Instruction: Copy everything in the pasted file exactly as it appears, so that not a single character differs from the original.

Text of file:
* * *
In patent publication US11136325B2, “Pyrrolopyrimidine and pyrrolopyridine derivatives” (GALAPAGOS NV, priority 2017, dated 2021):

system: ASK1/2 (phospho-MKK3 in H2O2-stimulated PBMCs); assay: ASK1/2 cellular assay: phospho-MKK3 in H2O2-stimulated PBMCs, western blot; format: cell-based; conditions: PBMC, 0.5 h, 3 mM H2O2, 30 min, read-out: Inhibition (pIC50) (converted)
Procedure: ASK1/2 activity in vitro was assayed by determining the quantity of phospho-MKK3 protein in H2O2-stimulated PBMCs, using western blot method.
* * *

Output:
In patent publication US11136325B2, “Pyrrolopyrimidine and pyrrolopyridine derivatives” (GALAPAGOS NV, priority 2017, dated 2021):

system: ASK1/2 (phospho-MKK3 in H2O2-stimulated PBMCs); assay: ASK1/2 cellular assay: phospho-MKK3 in H2O2-stimulated PBMCs, western blot; format: cell-based; conditions: PBMC, 0.5 h, 3 mM H2O2, 30 min, read-out: Inhibition (pIC50) (converted)
Procedure: ASK1/2 activity in vitro was assayed by determining the quantity of phospho-MKK3 protein in H2O2-stimulated PBMCs, using western blot method.